Last week, when the government shutdown began, stories of children with cancer unable to get into potentially life-saving trials at the National Institutes of Health (NIH) were the first clinical research-related ramifications reported.
Almost three quarters of the NIH’s 18,646 employees were on enforced leave as of Thursday, including many researchers who administer the grant programs that direct billions of dollars to researchers across the U.S.
Now, a few days into the shutdown, we’re seeing what the broader effects of the shutdown could be on the clinical research enterprise.
Currently, trials under way in both the public and private sectors are not expected to be affected, as dropping patients already enrolled in a clinical trial is “ethically inexcusable,” said Arthur Caplan, the Drs. William F. and Virginia Connolly Mitty Professor and head of the Division of Bioethics at New York University Langone Medical Center.
“Anything the government does that winds up abandoning vulnerable human subjects with existing attachments to NIH trials, or trials anywhere, is simply morally heinous,” said Caplan.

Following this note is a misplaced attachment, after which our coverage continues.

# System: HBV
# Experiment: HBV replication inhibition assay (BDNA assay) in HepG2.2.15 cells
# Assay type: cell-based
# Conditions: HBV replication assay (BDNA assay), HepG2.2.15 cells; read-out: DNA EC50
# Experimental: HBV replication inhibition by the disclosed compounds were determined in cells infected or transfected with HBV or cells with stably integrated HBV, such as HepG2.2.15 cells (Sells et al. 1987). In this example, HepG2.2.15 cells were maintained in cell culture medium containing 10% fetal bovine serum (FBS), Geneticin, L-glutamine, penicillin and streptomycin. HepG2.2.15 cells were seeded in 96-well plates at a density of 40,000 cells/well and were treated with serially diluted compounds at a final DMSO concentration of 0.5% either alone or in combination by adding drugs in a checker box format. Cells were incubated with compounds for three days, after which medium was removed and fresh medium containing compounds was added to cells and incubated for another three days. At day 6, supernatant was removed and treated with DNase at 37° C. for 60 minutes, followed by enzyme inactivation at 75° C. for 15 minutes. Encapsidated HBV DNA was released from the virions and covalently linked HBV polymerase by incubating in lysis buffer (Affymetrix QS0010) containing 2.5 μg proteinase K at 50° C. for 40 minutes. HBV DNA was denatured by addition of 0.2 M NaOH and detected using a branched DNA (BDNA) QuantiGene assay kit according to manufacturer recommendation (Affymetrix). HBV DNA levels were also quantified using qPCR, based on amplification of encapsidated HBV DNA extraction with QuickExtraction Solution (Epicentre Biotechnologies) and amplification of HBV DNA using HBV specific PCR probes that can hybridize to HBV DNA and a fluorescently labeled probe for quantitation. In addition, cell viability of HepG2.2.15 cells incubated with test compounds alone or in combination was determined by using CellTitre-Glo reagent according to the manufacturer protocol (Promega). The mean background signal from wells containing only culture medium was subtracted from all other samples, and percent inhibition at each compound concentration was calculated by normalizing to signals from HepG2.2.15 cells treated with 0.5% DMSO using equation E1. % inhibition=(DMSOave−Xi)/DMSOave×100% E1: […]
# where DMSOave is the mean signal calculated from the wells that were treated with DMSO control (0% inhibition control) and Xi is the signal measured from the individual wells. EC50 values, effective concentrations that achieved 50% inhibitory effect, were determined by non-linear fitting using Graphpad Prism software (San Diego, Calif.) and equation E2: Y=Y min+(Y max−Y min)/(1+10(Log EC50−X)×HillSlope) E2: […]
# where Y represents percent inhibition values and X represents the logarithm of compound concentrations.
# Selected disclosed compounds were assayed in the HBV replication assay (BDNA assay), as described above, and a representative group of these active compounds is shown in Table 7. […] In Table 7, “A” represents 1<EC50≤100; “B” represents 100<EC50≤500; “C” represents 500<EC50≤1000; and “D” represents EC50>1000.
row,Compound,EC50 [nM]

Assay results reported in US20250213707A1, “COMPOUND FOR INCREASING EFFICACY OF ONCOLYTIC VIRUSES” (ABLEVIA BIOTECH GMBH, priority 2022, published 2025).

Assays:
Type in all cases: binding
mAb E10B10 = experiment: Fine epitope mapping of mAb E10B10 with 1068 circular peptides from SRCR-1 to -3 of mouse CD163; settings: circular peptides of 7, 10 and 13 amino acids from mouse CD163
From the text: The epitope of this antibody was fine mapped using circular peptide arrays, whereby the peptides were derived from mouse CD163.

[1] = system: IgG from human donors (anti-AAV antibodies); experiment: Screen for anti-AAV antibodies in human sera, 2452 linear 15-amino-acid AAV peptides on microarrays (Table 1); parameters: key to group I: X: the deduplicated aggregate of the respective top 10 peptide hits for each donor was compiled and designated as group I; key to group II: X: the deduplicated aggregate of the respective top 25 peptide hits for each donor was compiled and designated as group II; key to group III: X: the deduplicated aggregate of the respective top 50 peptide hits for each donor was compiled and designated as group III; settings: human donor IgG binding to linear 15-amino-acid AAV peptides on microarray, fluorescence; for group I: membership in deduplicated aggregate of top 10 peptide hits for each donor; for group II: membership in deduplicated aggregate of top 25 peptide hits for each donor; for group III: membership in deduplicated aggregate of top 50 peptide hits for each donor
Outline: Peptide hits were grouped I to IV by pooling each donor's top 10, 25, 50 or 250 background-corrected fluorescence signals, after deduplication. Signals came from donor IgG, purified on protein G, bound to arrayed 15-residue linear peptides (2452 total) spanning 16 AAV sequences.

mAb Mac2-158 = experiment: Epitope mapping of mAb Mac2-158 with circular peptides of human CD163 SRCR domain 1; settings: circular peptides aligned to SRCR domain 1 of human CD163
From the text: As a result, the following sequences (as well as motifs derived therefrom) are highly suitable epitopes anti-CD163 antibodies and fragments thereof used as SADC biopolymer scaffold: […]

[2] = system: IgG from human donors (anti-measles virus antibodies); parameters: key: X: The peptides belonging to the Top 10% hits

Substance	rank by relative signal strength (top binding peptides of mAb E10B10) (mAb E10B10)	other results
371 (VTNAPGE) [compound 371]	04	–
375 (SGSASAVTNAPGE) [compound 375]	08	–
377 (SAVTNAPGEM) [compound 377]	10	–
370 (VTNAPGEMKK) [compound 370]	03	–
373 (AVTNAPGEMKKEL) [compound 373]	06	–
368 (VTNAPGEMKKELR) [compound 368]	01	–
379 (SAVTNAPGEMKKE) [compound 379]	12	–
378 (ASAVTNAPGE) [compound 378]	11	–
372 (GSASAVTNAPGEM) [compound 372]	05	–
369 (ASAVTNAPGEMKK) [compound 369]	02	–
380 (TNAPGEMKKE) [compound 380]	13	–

Even so, if the shutdown continues, that could happen, as grant funding will begin to dry up for researchers, rendering them unable to continue funding their trials, he said.
In addition, the government-funded web sites that people typically use to find trials are not being updated.
And the FDA, which oversees the drug development industry, will also see some fallout. Due to being partially funded through user fees from the private sector, the FDA has not shut down entirely, but the agency has drastically scaled back its activities, and 45% of its 14,779 employees had been furloughed as of late last week.
The FDA has said no new regulatory submissions will be received during the shutdown and routine site inspections will be suspended, but prosecutions will continue.
Diana Caldwell, president and CEO of Pearl IRB, said her clients with products currently in the approvals process have already had their face-to-face meetings with the FDA canceled. That’s the bad news. The good news is that the FDA rescheduled the meetings to take place by phone.
“This isn’t silence from the FDA—they haven’t gone dark,” said Caldwell. “But behavior there is changing and we’re seeing delays start.”
-- Suz Redfearn
Read the full story in this Monday’s CWWeekly.